both men enlisted for the civil war Milts
began his career aa lieutenant In a Massa
General Young Is a Pennsylvanlan and
was living In Pittsburg when he enlisted In
the Twelfth Pennsylvania cavalry on April
25, 186t, in response to President Lincoln's
first call for volunteers. Bam Young, ns
he was known, waa Mg. broad, heavy, good
natured. Imperturbable, brave to a fault and
an optimist, as he always has been. In
four months he had risen to a captaincy.
When the war ended he was a colonel. Al
ways a cavalryman, he was three times
brevetted for gallantry In action. He was
In almost every fight of the Army of the
Potomac, and at Sailor's creek, the last
brush with Lee, Young bore the brunt of
the fighting on the tderal side. As an offi
cer his only flaw waa said to be his reckless
courage. But physically he was a fine ani
mal, restless for work, mettlesome and fond
of danger. As a leader his good nature, nnd
ready humor made him popular. He Is to
day the best liked officer In the army which
After the civil war Colonel Young was
content to enter the regular service ns a
second lieutenant of the Twelfth Infantry.
Transferred to the cavalry, he was pro
moted to captain when the army was re
organized. For sixteen years this veteran
of many battles had to reconcile himself to
the command of a company; he was a major
nine years, and It was shortly before the
war With Spain that a regiment was given
him. These years of waiting were passed
for the most part In garrison service on
the frontier, and Young's record In the In
dian wars Is a long and brilliant one. Te
look at him, you would never think, so
big and stout and Jolly he Is, that he had
ever thirsted and starved and suffered In
the arid desolation of the plains and passed
through perils that try men's souls. General
Chaffee, with his alert look, keen face
seamed with many lines, and stiff figure,
looks more like the Indian fighter. General
Young will be known as commanding gen
eral for a week, when he becomes the first
chief of staff. He will serve In that ca
pacity for less than five months, but it Is
time enough to demonstrate to heads of de
partments that the old order of Independ
ence and free-and-easy responsibility has
vanished into the Umbo of the past It Is
fortunate for the army that General Young
Is the man charged with the demonstration,
for he has brains and firmness as well as
tact and good nature.
HERE'S A SMILE OR TWO.
tricks Did ton ever wish that you had
$100,000?" ,V y,A
WICKS INO. II l WMfl gUIIIK 1U T.IBII, lU
wish I had a million. Louisville Journal.
"That historical novel of yours doesn't
read as if you had studied hlBtory mucn.
said the brutal critic.
"Thank you, saiu tne aumor -woom num
Ing disconcert. "This is the first time you
have given me credit for originality."
"What's the matter?" she asked.
"Nothing." replied the departing caller
severely, "except that your dog has bitten
""oh!" she exclaimed. "Poor Fldol"
,V. n n.lnt( that Tl 1 ct 1 1 T" A CB Vf
the dog a very expressive tall.
"He must be a logician as well as an
ti- irnnw, how tn drew a conclusion.
Detroit Free Press.
"Some people say It's lucky to pick up
'Well, I don't suppose It's unlucky."
"Huh! I know of one poor greenhorn
who found It so. He tried to pick up a
ten-pin In a bowling alley Just as the
biggest ball came along." Philadelphia
Juliet was waiting for Romeo.
"But," we asked playfully "why do you
wait on the balcony?"
"Because." she answered haughtily. "I
haven't the price of an orchestra seat."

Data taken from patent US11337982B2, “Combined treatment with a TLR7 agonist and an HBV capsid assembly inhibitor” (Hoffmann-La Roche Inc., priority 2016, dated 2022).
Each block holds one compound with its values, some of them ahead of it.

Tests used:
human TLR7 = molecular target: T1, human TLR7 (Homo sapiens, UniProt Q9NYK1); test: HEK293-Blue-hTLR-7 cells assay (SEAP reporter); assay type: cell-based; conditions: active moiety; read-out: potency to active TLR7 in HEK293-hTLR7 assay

Perceiving we had touched on a painful
subject, we withdrew, leaving the rest for
Shakespeare. New York Sun.
The applicant complained bitterly as he
was urged toward the door. , . . .
"You promised to help me out if I needed
assistance," he said.
"I'm doing it," replied the other man, as
he administered another push; "I am help
ing you out" Philadelphia Ledger.
I love my new alarm clock.
It is a pleasure great
To set the thing for half-past six
And sleep till half-past eight.
THEIR LAST LONG MARCH.
,oti A.mv nf IMtt-fiS Is nmhuhlv
making Its last march across the contl-nent."-(Edltorlal
In The Bee August 12.
Tramp, trsmp, tramp ths boys are march-
1 ' I . V , ..!.,.- ,r mtvnm u n H Ml 1) W
Aoross the etrelo.h of the Golden West to
where the sun sinus raw- ......
Across the land their blood enriched, their
valor made sublime;
From the Arctic north to the Troplo south,
....i.l., .,11m f Allma
Their feeble steps and age-worn eyes sur
vey the work they wrought;
The growing glory of the land and the flag
lor woicn uiey iuugni.
The Vanishing hosts of the War's red years
when the souls of men were tried
Is marching on with thinning ranks to
greet Pacific's tide;
la inarching over the Nation's beat, their
final ' trick" to tell.
Before the Relief that calls them hence
I - . .1 -., ,r "AIT -IftM '
"All's welll" their sentinel challenge ring;
lira wll"' mlown the line.
The cadence caught with echoing thought
"Well now our waicn rcin.
You've broadened the heritage we gave.
IUU B l"l ,w ....v.,.,.....
You've en empire built from sea to sea,
from the work that we begun;
The flag Is safe In your loyal hands; we
So cherish with your blood, as we In the
glow or our euny yuuni.
"All's well!" the challenge has gone the
"We'll turn In now. the relief has come,
we're safe from coust to coast."
. S. S. P.
' Social atmosphere home-like and happy.
General and college preparatory courses.
Exceptional advantages In music, art and
literary Interpretation. Prepares for any
college open to women. Vassar, Wellesley,
Mt Holyoks, Western Reserve University,
University of Nebraska and University of
Chicago, admit pupils without examination
on the certificates of ths principal and
faculty. Thoroughness Insisted upon as es
sential to character builduig. Physic!
training under a professional director.
Well equipped gymnasium, smple provi
sion for out door sports, Including private
skatmg grounds. Send for Illustrated ca ta
lus US. Miss Macrae, Frlnolpel